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Poem by William Butler Yeats


A First Confession


I admit the briar
Entangled in my hair
Did not injure me;
My blenching and trembling,
Nothing but dissembling,
Nothing but coquetry.

I long for truth, and yet
I cannot stay from that
My better self disowns,
For a man's attention
Brings such satisfaction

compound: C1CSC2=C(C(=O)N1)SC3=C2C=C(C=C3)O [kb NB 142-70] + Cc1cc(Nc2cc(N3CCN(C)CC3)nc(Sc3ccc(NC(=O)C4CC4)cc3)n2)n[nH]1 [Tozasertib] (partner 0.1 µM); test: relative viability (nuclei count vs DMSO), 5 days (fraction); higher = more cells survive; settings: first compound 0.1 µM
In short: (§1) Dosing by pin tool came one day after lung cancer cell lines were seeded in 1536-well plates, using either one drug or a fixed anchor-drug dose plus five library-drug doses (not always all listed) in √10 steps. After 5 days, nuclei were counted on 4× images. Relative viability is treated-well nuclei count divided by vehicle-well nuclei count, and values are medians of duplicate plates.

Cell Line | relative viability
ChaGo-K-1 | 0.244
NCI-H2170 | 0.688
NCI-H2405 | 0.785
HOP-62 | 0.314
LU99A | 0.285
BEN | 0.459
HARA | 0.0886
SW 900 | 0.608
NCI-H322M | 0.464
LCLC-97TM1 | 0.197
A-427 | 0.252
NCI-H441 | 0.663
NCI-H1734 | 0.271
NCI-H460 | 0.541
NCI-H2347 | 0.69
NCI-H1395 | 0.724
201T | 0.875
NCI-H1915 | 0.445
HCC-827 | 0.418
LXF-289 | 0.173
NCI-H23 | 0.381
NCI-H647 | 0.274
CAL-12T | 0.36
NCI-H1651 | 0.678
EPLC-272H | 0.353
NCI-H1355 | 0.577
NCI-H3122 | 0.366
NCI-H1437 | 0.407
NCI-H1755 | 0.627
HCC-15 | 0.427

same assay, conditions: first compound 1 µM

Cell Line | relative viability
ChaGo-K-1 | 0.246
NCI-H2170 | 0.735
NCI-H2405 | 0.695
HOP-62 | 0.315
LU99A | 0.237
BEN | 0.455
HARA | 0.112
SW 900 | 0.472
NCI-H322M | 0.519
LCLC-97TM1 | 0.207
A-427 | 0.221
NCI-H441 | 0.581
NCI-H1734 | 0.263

To the craving in my bones.

Brightness that I pull back
From the Zodiac,
Why those questioning eyes
That are fixed upon me?
What can they do but shun me
If empty night replies? 



William Butler Yeats


William Butler Yeats's other poems:
  1. Men Improve with the Years
  2. The Magi
  3. The Municipal Gallery Revisited
  4. Me Peacock
  5. Love's Loneliness


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